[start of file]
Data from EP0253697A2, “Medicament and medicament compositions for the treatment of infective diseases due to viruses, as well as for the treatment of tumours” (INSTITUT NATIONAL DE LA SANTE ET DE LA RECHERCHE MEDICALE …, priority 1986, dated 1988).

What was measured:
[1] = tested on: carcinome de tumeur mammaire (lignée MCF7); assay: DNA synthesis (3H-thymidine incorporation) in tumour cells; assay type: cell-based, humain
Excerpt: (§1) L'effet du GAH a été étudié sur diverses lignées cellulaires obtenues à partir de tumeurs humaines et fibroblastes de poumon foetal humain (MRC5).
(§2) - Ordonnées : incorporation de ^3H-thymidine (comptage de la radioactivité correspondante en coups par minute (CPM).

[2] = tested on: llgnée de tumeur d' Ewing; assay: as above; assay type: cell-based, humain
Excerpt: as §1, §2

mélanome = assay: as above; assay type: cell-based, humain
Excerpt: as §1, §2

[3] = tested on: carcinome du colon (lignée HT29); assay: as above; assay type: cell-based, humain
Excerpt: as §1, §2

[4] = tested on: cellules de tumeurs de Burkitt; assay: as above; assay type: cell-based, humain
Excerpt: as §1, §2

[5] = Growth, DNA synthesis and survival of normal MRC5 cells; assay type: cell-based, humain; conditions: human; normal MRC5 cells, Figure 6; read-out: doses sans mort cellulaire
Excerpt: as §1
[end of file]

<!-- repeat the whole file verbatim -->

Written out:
Data from EP0253697A2, “Medicament and medicament compositions for the treatment of infective diseases due to viruses, as well as for the treatment of tumours” (INSTITUT NATIONAL DE LA SANTE ET DE LA RECHERCHE MEDICALE …, priority 1986, dated 1988).

What was measured:
[1] = tested on: carcinome de tumeur mammaire (lignée MCF7); assay: DNA synthesis (3H-thymidine incorporation) in tumour cells; assay type: cell-based, humain
Excerpt: (§1) L'effet du GAH a été étudié sur diverses lignées cellulaires obtenues à partir de tumeurs humaines et fibroblastes de poumon foetal humain (MRC5).
(§2) - Ordonnées : incorporation de ^3H-thymidine (comptage de la radioactivité correspondante en coups par minute (CPM).

[2] = tested on: llgnée de tumeur d' Ewing; assay: as above; assay type: cell-based, humain
Excerpt: as §1, §2

mélanome = assay: as above; assay type: cell-based, humain
Excerpt: as §1, §2

[3] = tested on: carcinome du colon (lignée HT29); assay: as above; assay type: cell-based, humain
Excerpt: as §1, §2

[4] = tested on: cellules de tumeurs de Burkitt; assay: as above; assay type: cell-based, humain
Excerpt: as §1, §2

[5] = Growth, DNA synthesis and survival of normal MRC5 cells; assay type: cell-based, humain; conditions: human; normal MRC5 cells, Figure 6; read-out: doses sans mort cellulaire
Excerpt: as §1